Tanner J. Caverly, MD, MPH; Pianpian Cao, MPH; Rodney A. Hayward, MD; Rafael Meza, PhD
An earlier version of this work was presented in abstract form at the 2016 Society of General Internal Medicine Annual Meeting, Hollywood, Florida, 11–14 May 2016, and at the 2016 Society for Medical Decision Making Annual Meeting, Vancouver, British Columbia, Canada, 23–26 October 2016.
Disclaimer: Drs. Caverly and Hayward were employees of the U.S. Department of Veterans Affairs at the time this study was conducted. The views expressed are those of the authors and do not necessarily represent the views of the U.S. Department of Veterans Affairs or the U.S. government.
Grant Support: Development of the provider-facing Web tool that uses the results of this study was supported by a grant from the Veterans Affairs Quality Enhancement Research Initiative (QUE 15-286). Ms. Cao and Dr. Meza were supported by National Cancer Institute grant U01CA199284.
Disclosures: Dr. Caverly reports a grant from the Genentech Corporate Giving Scientific Project Support Program outside the submitted work. Authors not named here have disclosed no conflicts of interest. Disclosures can also be viewed at www.acponline.org/authors/icmje/ConflictOfInterestForms.do?msNum=M17-2561.
Editors' Disclosures: Christine Laine, MD, MPH, Editor in Chief, reports that her spouse has stock options/holdings with Targeted Diagnostics and Therapeutics. Darren B. Taichman, MD, PhD, Executive Editor, reports that he has no financial relationships or interests to disclose. Cynthia D. Mulrow, MD, MSc, Senior Deputy Editor, reports that she has no relationships or interests to disclose. Deborah Cotton, MD, MPH, Deputy Editor, reports that she has no financial relationships or interest to disclose. Jaya K. Rao, MD, MHS, Deputy Editor, reports that she has stock holdings/options in Eli Lilly and Pfizer. Sankey V. Williams, MD, Deputy Editor, reports that he has no financial relationships or interests to disclose. Catharine B. Stack, PhD, MS, Deputy Editor for Statistics, reports that she has stock holdings in Pfizer and Johnson & Johnson.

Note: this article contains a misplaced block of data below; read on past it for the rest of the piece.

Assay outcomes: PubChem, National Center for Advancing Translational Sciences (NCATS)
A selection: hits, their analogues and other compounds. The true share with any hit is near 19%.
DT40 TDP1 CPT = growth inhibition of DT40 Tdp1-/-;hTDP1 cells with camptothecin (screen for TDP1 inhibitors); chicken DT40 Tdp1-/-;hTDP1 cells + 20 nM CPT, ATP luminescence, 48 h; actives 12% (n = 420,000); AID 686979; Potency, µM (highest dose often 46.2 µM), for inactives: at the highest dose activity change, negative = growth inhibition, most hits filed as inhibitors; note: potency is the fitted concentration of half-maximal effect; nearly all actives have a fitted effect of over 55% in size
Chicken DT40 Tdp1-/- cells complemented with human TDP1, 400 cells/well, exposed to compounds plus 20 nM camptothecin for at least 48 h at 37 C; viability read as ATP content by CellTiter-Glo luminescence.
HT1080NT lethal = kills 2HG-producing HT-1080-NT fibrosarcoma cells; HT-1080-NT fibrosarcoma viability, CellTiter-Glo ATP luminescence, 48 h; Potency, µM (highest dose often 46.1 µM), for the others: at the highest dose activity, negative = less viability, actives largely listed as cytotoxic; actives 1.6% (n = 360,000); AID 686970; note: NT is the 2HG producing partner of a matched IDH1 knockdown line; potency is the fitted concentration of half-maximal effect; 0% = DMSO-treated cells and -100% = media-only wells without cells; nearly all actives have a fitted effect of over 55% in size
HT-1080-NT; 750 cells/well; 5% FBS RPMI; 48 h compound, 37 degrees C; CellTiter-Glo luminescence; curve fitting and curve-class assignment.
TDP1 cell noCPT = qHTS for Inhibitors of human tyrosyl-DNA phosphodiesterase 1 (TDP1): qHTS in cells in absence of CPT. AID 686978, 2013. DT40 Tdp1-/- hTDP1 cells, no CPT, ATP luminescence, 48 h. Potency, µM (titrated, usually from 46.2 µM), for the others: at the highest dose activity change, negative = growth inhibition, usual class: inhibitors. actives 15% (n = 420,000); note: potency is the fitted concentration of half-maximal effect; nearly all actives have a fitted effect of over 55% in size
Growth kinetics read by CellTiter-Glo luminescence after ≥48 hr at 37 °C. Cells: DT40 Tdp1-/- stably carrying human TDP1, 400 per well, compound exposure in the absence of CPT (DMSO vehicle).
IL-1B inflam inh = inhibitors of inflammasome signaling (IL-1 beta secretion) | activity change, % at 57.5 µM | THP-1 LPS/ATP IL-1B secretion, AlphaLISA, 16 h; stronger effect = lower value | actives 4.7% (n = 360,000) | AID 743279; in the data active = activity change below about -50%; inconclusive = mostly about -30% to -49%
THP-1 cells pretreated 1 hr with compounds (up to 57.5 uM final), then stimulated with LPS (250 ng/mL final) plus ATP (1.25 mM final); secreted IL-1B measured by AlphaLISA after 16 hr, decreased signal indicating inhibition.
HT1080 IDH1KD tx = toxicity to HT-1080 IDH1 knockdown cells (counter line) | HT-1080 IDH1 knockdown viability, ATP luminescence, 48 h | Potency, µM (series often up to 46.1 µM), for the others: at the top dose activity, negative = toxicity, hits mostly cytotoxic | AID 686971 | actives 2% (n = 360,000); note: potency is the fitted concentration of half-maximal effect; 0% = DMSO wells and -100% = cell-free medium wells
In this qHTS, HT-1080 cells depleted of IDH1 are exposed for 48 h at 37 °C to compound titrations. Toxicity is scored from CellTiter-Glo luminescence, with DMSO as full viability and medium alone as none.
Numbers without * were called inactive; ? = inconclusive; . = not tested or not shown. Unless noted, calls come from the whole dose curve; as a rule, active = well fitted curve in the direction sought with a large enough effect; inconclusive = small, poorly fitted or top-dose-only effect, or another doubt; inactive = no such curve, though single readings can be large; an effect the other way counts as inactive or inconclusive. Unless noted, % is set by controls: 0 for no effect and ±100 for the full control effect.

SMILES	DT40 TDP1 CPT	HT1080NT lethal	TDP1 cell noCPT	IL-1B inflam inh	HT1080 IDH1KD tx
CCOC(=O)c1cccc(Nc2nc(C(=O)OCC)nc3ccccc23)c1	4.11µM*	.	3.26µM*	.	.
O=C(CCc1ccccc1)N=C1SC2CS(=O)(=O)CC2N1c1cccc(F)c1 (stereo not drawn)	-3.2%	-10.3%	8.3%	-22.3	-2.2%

Reproducible Research Statement:Study protocol and statistical code: Not available. Data set: Available from the National Cancer Institute Cancer Data Access System (https://biometry.nci.nih.gov/cdas/nlst).
Corresponding Author: Tanner J. Caverly, MD, MPH, VA Center for Clinical Management Research and University of Michigan Medical School, 2800 Plymouth Road, Building 16, Room 331W, Ann Arbor, MI 48109; e-mail, firstname.lastname@example.org.
Current Author Addresses: Dr. Caverly: VA Center for Clinical Management Research and University of Michigan Medical School, 2800 Plymouth Road, Building 16, Room 331W, Ann Arbor, MI 48109.
Ms. Cao: School of Public Health, University of Michigan, M5336 SPH II, 1415 Washington Heights, Ann Arbor, MI 48109-2029.
Dr. Hayward: VA Center for Clinical Management Research and University of Michigan Medical School, 2800 Plymouth Road, Building 10, Room G016-4A, Ann Arbor, MI 48109-2800.